Facebook has warded off a threat to its trademark in China with a Beijing court ruling against a Chinese firm to use the famous name for its beverage, providing a rare trademark victory for the US social networking giant in the Communist nation.
The Beijing Municipal High People’s Court said the local firm Zhongshan-based Zhujiang Beverage had “violated moral principles” with “obvious intention to duplicate and copy from another high-profile trademark”, BBC reported.
Zhujiang Beverage, which sells products like milk-flavored drinks and porridge, said it registered its trademark “face book” in 2011. The company faced objections from Facebook, but gained approval from the Trademark Review and Adjudication Board the country’s trademark authority in 2014 to use it.
Facebook is blocked in China since 2009 but its founder Mark Zuckerberg who is married to a Chinese has recently gone on a charm offensive to access the Chinese market.
Along with other social media platforms like Twitter, Facebook is currently blocked to nearly 700 million internet users in China.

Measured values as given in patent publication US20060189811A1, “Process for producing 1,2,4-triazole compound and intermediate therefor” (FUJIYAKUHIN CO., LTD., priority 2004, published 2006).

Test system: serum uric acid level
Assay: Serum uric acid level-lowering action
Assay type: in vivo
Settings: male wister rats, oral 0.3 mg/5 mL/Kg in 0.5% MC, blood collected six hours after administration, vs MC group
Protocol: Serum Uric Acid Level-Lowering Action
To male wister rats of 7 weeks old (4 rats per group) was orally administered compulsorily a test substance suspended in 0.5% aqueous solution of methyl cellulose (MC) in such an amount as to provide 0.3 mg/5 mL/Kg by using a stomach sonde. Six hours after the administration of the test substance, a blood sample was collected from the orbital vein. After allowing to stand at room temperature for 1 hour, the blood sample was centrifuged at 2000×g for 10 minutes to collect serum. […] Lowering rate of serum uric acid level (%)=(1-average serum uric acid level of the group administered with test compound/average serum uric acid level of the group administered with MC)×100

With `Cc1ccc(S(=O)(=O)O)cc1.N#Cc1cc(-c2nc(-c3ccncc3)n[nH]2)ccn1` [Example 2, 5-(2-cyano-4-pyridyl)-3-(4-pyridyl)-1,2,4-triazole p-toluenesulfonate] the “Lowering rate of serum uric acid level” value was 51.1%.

The court judgement was a reprieve of sorts for the Facebook as Apple last week lost its trademark fight in
China to a handbag firm which won legal case to retain the name Iphone.
The court ruling in favour of Facebook has led Chinese local media to speculate whether Beijing’s hard stance against Facebook might soften.
During a recent visit to China, Zuckerberg met with China’s propaganda chief Liu Yunshan as well as fellow media guru Jack Ma.
In what critics described as a publicity stunt to win China’s favour, he also went for a run on Beijing’s Tiananmen Square despite heavy pollution and also achieved celebrity status by making speeches in Mandarin.